Today I’m having a good day. I’m not entirely sure why, there’s nothing amazing or stand-out about today that makes it much different to yesterday (which was less good). Sometimes the days just are and I have to roll with it.
Maybe it’s because it’s Friday, or it’s just one day until the Bulldogs play the Giants for a place in the AFL Grand Final (I am so excited about this game!), or because the social media page I manage for my company reached 75 followers (they were at 51 when I took over in March), or it could even be because this morning I handled a work situation extremely well and delivered a hot lead to one of our salespeople.
It could be any of those things, or it could be none. Those sorts of things happen on bad days too, but today these little achievements feel extra good. Especially the work ones. I’m still in that stage where half the time I don’t feel like I know what I’m doing at all!
Analysing good days takes some of the fun out of it, so I’ll try not to do that so much. What I do have to avoid is convincing myself that this is the beginning of everything being super shiny happy. That’s a trap I’ve fallen into so many times, and trust me, it doesn’t get easier.
Relapsing when you honestly and truly believe you’re getting better? It’s heartbreaking.
No one wants to be sick like this. Some degree of positivity and hope is crucial to coming out of it, but it’s not the sole factor and telling yourself at the first sign of fog lifting that this time you’re going to charge your way back to full function and take on the world? It shatters in the face of reality. Expecting yourself to come back like that is unrealistic, even for the strongest of us.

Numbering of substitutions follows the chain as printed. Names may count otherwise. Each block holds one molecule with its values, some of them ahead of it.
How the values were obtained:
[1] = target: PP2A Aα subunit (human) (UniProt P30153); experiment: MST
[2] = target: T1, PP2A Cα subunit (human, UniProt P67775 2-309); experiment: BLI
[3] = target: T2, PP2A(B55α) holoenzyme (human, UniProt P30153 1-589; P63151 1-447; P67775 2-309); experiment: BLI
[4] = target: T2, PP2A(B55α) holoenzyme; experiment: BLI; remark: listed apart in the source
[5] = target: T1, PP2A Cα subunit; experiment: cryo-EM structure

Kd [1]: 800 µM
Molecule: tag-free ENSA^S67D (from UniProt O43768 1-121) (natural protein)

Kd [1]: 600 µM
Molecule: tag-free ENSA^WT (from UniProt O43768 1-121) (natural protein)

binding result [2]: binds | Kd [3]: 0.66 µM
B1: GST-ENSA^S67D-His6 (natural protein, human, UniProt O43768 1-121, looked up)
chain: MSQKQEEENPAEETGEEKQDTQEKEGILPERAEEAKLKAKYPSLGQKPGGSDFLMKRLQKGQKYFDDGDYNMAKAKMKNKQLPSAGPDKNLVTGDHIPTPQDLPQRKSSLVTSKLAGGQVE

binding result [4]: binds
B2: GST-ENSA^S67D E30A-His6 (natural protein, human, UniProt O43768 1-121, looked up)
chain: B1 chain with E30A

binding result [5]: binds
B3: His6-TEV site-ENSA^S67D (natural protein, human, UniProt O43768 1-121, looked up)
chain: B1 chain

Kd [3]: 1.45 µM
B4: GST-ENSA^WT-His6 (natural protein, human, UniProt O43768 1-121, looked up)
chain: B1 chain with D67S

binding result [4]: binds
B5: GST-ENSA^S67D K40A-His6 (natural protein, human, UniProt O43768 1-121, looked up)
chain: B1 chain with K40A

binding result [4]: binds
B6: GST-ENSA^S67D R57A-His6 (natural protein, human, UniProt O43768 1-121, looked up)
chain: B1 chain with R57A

This is the reality of depression:
- It is a recurring condition. You will feel better, and you will get worse, and you will feel better again.
- You will be stronger after every relapse, even if you don’t feel it.
- Good days aren’t always a sign of recovery, but they should definitely be enjoyed!
- No one recovers instantly. Unfortunately, that includes you. No one is a special depression snowflake. Recovery is an ongoing process of managing yourself, your thought processes, and your environment.
- Recovery doesn’t mean you’ll never be depressed again. It means you’re competent enough at managing it that it no longer interferes with your life the way it used to.
- Hiding it, faking happiness, forcing positivity, all of those ‘fake it until you make it’ strategies might make it look like you’re okay, but nothing is better for recovery than being honest and open when you’re struggling. Tell someone. You’re not a burden, you’re human.
Most importantly, if you’re trying to ‘pass’ as okay, do it for you and not for others. Don’t mislead yourself with the idea that you should hide what you feel to make other people comfortable. It’s not healthy. If they’re not okay with the conversation, they’ll say so.
If you feel you need help, or just want to vent to someone: do it.